Here we have another famously disreputable Emperor, Nero. His coin portraits are particularly impressive. Now this is the kind of condition quality I like in my collection. This is a bronze coin; notice the beautiful green patina. This is a coin to die for.

Pecha Kucha Night – My love affair with numismatics
Next is Hadrian, another superb portrait. Look at this artistry. And again, a bronze coin. I do have some gold ones, but I really much prefer bronze and silver. The reason is that for the price of a very routine ho-hum gold coin, you can get a fantastic bronze.

Pecha Kucha Night – My love affair with numismatics
This is the last portrait: Antinous. Who was he? The boy toy of the previous guy, Hadrian. (Do you think there’s too much sex in my talk?) Antinous seems to have killed himself at age 21 because he felt he’d lost the bloom of youth. This coin is from Egypt and is very rare.

Pecha Kucha Night – My love affair with numismatics
Now for the second part we jump to the early 19th century, and a little tin coin from Palembang, a Sultanate on Sumatra. A few years ago I happened to discover that quantities of these coins, apparently recovered from a river, were being sold quite cheap by several guys in Indonesia.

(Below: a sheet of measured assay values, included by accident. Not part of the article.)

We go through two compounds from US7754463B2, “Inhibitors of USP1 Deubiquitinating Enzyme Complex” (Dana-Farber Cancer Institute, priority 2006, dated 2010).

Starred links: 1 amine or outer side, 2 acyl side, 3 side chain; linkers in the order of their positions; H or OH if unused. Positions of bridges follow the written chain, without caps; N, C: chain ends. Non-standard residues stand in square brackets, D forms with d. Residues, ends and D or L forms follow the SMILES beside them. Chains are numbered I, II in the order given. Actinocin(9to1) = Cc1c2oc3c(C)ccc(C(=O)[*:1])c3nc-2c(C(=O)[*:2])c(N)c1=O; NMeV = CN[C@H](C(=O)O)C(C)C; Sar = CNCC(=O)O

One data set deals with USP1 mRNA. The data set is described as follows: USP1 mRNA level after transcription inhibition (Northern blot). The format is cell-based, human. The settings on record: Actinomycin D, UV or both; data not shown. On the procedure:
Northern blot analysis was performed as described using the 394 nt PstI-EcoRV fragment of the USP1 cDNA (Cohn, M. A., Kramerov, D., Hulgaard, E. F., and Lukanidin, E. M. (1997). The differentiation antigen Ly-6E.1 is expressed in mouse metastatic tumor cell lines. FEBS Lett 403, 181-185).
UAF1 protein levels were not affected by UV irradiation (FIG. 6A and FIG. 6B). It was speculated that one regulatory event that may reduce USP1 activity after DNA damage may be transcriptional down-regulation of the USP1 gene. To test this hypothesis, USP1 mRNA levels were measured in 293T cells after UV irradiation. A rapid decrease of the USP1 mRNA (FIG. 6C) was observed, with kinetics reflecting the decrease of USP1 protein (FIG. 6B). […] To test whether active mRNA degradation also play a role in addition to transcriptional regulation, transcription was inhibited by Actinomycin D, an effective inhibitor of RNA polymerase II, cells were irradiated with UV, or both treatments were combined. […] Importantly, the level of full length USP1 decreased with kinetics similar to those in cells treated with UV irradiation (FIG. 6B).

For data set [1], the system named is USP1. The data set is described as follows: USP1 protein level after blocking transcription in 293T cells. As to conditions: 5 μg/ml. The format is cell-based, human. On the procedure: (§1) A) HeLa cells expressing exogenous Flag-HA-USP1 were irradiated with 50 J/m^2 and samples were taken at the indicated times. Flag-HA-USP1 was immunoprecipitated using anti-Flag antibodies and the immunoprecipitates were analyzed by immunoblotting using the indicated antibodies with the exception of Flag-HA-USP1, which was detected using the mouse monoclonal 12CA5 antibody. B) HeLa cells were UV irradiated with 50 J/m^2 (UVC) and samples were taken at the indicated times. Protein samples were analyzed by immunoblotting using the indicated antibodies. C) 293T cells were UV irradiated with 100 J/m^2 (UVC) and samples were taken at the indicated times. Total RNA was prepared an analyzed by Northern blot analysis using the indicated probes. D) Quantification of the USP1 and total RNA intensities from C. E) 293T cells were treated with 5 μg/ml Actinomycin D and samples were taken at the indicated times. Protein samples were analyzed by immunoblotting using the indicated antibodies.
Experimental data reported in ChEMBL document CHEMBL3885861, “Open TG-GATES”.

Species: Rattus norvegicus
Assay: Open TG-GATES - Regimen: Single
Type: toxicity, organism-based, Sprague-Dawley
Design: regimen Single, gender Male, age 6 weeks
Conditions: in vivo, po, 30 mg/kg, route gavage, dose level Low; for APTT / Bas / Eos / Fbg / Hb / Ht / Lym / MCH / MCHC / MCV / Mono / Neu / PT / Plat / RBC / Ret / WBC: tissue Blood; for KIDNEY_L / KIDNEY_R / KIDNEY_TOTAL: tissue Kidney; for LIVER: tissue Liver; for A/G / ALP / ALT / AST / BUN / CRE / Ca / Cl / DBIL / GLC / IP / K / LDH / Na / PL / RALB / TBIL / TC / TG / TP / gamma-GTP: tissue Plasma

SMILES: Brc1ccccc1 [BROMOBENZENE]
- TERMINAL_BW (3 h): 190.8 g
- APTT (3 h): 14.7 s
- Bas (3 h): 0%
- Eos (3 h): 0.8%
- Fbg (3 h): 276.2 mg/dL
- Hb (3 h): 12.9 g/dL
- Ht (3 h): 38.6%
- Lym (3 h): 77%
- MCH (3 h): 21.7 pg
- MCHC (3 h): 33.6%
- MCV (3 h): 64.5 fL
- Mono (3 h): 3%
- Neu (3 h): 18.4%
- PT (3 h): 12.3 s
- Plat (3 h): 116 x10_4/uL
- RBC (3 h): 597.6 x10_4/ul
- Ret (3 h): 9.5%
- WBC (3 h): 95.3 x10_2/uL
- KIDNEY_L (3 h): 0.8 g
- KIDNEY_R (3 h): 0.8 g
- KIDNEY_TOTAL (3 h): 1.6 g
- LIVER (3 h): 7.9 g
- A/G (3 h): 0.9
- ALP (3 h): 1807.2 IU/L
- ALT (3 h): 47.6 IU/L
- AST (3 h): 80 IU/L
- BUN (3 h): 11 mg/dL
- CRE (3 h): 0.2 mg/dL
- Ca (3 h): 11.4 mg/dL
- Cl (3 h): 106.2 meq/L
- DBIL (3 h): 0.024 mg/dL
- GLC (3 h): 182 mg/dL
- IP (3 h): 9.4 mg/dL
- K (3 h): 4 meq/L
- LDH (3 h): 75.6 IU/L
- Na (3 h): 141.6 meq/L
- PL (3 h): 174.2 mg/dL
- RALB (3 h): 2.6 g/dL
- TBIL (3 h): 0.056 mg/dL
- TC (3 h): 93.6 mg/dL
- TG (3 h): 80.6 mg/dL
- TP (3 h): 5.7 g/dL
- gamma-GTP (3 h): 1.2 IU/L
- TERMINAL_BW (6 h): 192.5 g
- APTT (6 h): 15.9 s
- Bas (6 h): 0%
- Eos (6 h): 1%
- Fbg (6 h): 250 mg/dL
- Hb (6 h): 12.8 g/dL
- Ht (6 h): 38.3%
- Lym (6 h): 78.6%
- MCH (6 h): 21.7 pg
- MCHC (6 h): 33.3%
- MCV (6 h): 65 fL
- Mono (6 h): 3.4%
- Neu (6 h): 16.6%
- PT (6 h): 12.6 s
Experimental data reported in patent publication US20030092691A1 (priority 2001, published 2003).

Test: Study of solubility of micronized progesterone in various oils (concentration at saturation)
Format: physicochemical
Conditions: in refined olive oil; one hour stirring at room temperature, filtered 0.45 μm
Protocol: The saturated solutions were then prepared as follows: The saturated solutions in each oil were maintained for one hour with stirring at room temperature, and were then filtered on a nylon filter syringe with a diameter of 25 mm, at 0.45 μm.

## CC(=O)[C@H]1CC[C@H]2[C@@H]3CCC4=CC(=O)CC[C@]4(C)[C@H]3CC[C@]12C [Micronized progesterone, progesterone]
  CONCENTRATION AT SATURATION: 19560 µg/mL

Pecha Kucha Night – My love affair with numismatics

So I e-mailed each of them: how many have you got? Want to make a deal? I wound up with 35,000 coins. This picture shows just a portion. The cool thing is that these coins come in many variations, which had never been properly studied and catalogued.

Pecha Kucha Night – My love affair with numismatics
So I decided to tackle it myself, and published a little book. It was a monumental job to sort through all those coins to make sense of them; I now have a real appreciation for just how big a number 35,000 is. In the end, I identified 18 distinct issues, with 291 significant varieties.

This final picture shows two sample pages from the book. And in case you’re wondering, I have sold thousands of these coins, but still have many thousands left.

Pecha Kucha Night – My love affair with numismatics
So if any of you are interested in a great deal on Palembang coins, you can see me outside.

Thank you!

Advertisements

You Might Also Like :

Back to Featured Articles on Logo Paperblog

These articles might interest you :